Flying Cloud Airport

Meet the People Behind the Scenes

You may not know the Metropolitan Airports Commission’s (MAC) Joe Harris by name, but he played a big part in one of Eden Prairie’s prep sports history greatest moments.

Harris was the referee in the 2011 triple overtime state championship hockey game between Eden Prairie and Duluth East that many regard as one of the greatest games in tournament history. Eden Prairie won, 3-2.

But refereeing hockey games is more of a hobby for Harris. 

His day job is director of the MAC’s six general aviation airports. Prior to this, he managed all but one of these airports, including Flying Cloud Airport from 2001 to 2008. (The MAC also owns and is responsible for the Minneapolis-St. Paul International Airport.)

In addition to being a commercial licensed pilot and a certified flight instructor, Harris says he loves working with the airport communities and the cities that surround them, including Flying Cloud in Eden Prairie. 

His enthusiasm for aviation is infectious.

“I've been so blessed to get to know the people who own businesses at Flying Cloud – as well as our MAC employees there,” said Harris. “I have crossed paths with some of Minnesota’s greatest aviation pioneers at this airport. When you get to experience the airport the way I do – get that backstage pass – it is just absolutely magical.”

In addition to the many corporate jets and recreational planes based at Flying Cloud, several flight schools operate there as well. When giving MAC presentations to various groups, Harris said people – including commercial pilots – often share with him how they got their aviation start at Flying Cloud.

“This airport is an incubator for grassroots aviation that feeds many sectors of the aviation industry, as well as people who just love being around airplanes.”

Flying Cloud Today

Blaine Peterson manages Flying Cloud Airport today, along with the MAC’s Airlake Airport in Lakeville. And he’s no stranger to the industry either. 

A 1998 graduate of the University of North Dakota’s airport management program, Peterson has worked in various capacities at regional airports in Wisconsin and Minnesota, including Duluth International Airport in Duluth. He has also been active in the U.S. military, joining the Army in 1989 and retiring from the Duluth Air National Guard as a Major in 2014.  

“As a high school student in Moorhead, I had the opportunity to take part in an aviation program my senior year,” said Peterson. 

He said he always imagined he’d become a U.S. Air Force pilot. But he didn’t have the 20/20 vision required at the time and instead found himself working as a mechanic on the Army’s M1 tank – something he chose because it had a jet engine in it. 

That experience is one of many that led him to his interest in helping young people find career paths in the trades.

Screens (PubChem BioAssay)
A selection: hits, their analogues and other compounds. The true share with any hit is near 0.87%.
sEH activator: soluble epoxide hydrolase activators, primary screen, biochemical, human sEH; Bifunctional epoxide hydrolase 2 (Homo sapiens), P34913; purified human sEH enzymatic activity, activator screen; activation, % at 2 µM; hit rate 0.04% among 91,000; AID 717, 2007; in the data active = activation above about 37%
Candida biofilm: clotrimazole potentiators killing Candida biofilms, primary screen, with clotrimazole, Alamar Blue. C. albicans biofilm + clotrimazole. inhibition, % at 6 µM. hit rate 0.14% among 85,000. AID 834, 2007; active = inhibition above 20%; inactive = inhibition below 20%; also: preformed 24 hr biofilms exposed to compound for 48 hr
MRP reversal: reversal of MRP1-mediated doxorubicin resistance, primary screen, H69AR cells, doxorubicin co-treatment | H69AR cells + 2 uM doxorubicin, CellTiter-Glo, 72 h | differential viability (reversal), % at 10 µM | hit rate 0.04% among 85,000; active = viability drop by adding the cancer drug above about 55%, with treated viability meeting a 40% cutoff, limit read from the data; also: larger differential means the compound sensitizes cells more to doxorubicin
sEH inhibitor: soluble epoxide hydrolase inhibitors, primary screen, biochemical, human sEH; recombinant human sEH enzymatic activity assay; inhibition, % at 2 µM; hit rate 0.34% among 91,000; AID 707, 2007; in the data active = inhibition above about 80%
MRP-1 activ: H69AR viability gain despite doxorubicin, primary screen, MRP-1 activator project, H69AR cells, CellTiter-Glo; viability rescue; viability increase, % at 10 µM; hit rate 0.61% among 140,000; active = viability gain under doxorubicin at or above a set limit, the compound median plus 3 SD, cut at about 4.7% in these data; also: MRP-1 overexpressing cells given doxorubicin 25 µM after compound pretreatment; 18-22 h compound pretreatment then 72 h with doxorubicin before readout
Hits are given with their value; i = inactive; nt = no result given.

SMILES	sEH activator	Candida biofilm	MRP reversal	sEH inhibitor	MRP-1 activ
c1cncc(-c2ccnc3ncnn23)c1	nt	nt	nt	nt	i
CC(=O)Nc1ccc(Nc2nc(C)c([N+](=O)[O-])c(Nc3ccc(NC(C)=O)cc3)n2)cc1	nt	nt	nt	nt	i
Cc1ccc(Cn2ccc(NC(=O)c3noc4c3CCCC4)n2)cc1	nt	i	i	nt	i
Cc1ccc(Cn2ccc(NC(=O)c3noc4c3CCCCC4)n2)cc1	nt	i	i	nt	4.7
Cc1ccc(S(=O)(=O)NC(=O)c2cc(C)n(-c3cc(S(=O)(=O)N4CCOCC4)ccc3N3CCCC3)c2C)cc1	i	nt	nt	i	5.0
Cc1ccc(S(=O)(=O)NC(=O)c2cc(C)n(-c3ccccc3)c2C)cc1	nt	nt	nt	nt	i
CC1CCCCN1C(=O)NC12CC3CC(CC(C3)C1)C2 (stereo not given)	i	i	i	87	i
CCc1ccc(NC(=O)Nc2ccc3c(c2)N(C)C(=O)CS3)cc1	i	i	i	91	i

“College isn’t for everyone, so I’ve been working with schools to help create a new way of looking at workforce development,” said Peterson. “In fact, I have worked with Josh Swanson – the superintendent of Eden Prairie Schools and a pilot who flies out of Flying Cloud – on how his district might help direct kids who want to work with their hands into lucrative careers.”

Every day, Peterson sees the need for this approach when he talks to business owners at Flying Cloud.

“It may not be evident to people outside the industry, but there’s a real need for aircraft mechanics, upholsterers and aircraft maintenance personnel,” said Peterson. “If you’ve ever been on a plane where the upholstery has been worn through, you can appreciate knowing there are people out there who can fix it.”

Another example he gives of the importance of tradespeople in aviation is the person who is trained to keep an aircraft maintained on the outside (not just the engine).

“People don’t realize that the person who washes the outside of planes isn’t just there to make it look nice for passengers – keeping an aircraft clean is actually one of many safety measures aircraft operators employ to ensure the aircraft doesn’t experience any unnecessary drag when it takes off.”

There are also the four MAC airport maintenance employees who Peterson directs at Flying Cloud who collectively represent more than 75 years of experience keeping airports maintained and safe for everyone. 

Whether plowing snow off the airfield, mowing grass to keep birds away or ensuring the 860 acres (670 football fields worth) of airport property are clear of anything that could be sucked into an aircraft engine, these people are integral to keeping the airport safe and aircraft flying. 

When asked what other facts he thinks people would be surprised to know about Flying Cloud Airport, he mentions the sheer variety of people and aircraft at the airport. 

From the person in their 70s who has flown the same Piper aircraft for decades, to the corporate pilot who flies for local corporations to destinations all over the United States, to the aviation-based business owners who help others find careers in aviation, Peterson says when talking with them they all put away their egos and just want to do their best for the airport and the community.


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